photo credit: Topic / Shutterstock. It used to be thought that the lymphatic system stopped at the neck, but it has now been found to reach into the brain

In contradiction to decades of medical education, a direct connection has been reported between the brain and the immune system. Claims this radical always require plenty of testing, even after winning publication, but this could be big news for research into diseases like multiple sclerosis (MS) and Alzheimer’s.

It seems astonishing that, after centuries of dissection, a system of lymphatic vessels could have survived undetected. That, however, is exactly what Professor Jonathan Kipnis of the University of Virginia claims in Nature.

Old and new representations of the lymphatic system that carries immune cells around the body. CreditUniversity of Virginia Health System

“It changes entirely the way we perceive the neuro-immune interaction,” says Kipnis. “We always perceived it before as something esoteric that can’t be studied. But now we can ask mechanistic questions.”

MS is known to be an example of the immune system attacking the brain, although the reasons are poorly understood. The opportunity to study lymphatic vessels that link the brain to the immune system could transform our understanding of how these attacks occur, and what could stop them. The causes of Alzheimer’s disease are even more controversial, but may also have immune system origins, and the authors suggest protein accumulation is a result of the vessels failing to do their job.

Indeed, Kipnis claims, “We believe that for every neurological disease that has an immune component to it, these vessels may play a major role.”

The discovery originated when Dr. Antoine Louveau, a researcher in Kipnis’ lab, mounted the membranes that cover mouse brains, known as meninges, on a slide. In the dural sinuses, which drain blood from the brain, he noticed linear patterns in the arrangement of immune T-cells. “I called Jony [Kipnis] to the microscope and I said, ‘I think we have something,'” Louveau recalls.

Kipnis was skeptical, and now says, “I thought that these discoveries ended somewhere around the middle of the last century. But apparently they have not.” Extensive further research convinced him and a group of co-authors from some of Virginia’s most prestigious neuroscience institutes that the vessels are real, they carry white blood cells and they also exist in humans. The network, they report, “appears to start from both eyes and track above the olfactory bulb before aligning adjacent to the sinuses.”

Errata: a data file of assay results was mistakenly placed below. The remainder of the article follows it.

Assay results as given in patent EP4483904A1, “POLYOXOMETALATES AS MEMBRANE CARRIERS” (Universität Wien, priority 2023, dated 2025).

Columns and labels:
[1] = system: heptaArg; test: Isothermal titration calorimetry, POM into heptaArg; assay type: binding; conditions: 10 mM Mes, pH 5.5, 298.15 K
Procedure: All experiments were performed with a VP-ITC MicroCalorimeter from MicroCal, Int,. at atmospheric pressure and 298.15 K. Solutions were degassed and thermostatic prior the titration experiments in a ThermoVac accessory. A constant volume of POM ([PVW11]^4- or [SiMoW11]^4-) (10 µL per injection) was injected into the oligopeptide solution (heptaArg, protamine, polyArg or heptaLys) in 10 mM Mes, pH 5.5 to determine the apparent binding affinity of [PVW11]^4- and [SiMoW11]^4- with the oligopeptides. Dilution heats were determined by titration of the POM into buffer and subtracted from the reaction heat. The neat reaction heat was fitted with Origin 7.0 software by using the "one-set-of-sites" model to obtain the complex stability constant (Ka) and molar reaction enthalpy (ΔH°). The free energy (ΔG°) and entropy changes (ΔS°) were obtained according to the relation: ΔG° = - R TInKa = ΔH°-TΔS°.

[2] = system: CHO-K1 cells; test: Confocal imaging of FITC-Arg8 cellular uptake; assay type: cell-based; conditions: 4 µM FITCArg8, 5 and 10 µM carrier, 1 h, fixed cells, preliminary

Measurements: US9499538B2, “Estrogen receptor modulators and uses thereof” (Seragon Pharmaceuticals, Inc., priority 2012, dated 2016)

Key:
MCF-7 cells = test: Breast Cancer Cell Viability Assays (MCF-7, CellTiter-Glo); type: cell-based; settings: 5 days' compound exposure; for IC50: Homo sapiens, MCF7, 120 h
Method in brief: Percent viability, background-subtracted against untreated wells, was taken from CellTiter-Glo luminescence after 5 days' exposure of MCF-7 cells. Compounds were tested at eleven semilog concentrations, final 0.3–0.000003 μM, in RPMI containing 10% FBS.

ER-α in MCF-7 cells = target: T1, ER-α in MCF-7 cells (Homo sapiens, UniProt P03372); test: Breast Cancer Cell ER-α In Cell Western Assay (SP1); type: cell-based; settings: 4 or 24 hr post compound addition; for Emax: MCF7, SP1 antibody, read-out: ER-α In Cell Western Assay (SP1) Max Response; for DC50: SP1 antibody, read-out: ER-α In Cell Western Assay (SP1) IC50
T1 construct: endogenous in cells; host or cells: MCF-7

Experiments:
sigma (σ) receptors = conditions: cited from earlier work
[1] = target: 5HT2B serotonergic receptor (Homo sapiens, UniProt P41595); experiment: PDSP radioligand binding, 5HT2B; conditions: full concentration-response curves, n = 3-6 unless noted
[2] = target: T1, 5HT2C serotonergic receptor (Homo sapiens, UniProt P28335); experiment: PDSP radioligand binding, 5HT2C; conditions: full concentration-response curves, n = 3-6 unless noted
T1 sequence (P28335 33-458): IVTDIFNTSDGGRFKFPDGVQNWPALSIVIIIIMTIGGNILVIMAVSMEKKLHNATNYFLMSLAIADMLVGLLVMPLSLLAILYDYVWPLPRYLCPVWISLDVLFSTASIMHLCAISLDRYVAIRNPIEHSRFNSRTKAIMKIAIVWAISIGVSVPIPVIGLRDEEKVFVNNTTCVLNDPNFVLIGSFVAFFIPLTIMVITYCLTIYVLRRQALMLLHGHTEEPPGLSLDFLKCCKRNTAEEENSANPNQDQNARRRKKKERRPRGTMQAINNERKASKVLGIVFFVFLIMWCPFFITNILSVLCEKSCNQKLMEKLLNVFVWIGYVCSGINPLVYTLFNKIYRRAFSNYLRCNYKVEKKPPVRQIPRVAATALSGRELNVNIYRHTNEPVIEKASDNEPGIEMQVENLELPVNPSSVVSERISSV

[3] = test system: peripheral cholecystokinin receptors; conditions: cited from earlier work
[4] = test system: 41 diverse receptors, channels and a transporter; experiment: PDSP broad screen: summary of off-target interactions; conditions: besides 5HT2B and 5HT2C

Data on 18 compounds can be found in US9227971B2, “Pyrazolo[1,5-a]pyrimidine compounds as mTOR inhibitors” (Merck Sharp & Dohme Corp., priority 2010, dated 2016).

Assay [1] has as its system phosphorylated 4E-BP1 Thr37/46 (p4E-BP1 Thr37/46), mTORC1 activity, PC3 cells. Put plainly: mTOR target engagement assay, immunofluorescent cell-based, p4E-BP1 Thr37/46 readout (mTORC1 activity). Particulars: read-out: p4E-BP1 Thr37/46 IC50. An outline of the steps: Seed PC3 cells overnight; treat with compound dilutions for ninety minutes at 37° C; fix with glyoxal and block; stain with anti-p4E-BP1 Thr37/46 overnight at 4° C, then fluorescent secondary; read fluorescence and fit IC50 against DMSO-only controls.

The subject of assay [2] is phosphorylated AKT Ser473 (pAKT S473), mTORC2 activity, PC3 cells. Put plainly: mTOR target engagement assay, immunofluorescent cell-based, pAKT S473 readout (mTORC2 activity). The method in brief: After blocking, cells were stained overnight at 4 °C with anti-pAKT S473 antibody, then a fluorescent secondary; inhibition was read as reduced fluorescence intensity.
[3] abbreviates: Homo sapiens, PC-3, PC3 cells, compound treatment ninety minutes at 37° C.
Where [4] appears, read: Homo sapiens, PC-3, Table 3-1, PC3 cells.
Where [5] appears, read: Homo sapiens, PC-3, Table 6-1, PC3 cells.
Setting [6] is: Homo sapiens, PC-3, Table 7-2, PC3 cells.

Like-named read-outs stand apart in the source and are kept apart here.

Kipnis pays particular credit to colleague Dr. Tajie Harris who enabled the team to image the vessels in action on live animals, confirming their function. Louveau also credits the discovery to fixing the meninges to a skullcap before dissecting, rather than the other way around. This, along with the closeness of the network to a blood vessel, is presumably why no one has observed it before.

The authors say the vessels, “Express all of the molecular hallmarks of lymphatic endothelial cells, are able to carry both fluid and immune cells from the cerebrospinal fluid, and are connected to the deep cervical lymph nodes.”

The authors add that the network bears many resemblances to the peripheral lymphatic system, but it “displays certain unique features,” including being “less complex [and] composed of narrower vessels.”

The discovery reinforces findings that immune cells are present even within healthy brains, a notion that was doubted until recently.

Meningial lymphatic vessels in mice. Credit: Louveau et al, Nature.

Time flies: Breakthrough study identifies genetic link between circadian clock and seasonal timing (Science Daily)

Date: September 4, 2014

Source: University of Leicester

Summary: New insights into day-length measurement in flies have been uncovered by researchers. The study has corroborated previous observations that flies developed under short days become significantly more cold-resistant compared with flies raised in long-days, suggesting that this response can be used to study seasonal photoperiodic timing. Photoperiodism is the physiological reaction of organisms to the length of day or night, occurring in both plants and animals.

Sunrise. Photoperiodism is the physiological reaction of organisms to the length of day or night, occurring in both plants and animals. Credit: © tomaspic / Fotolia

Researchers from the University of Leicester have for the first time provided experimental evidence for a genetic link between two major timing mechanisms, the circadian clock and the seasonal timer.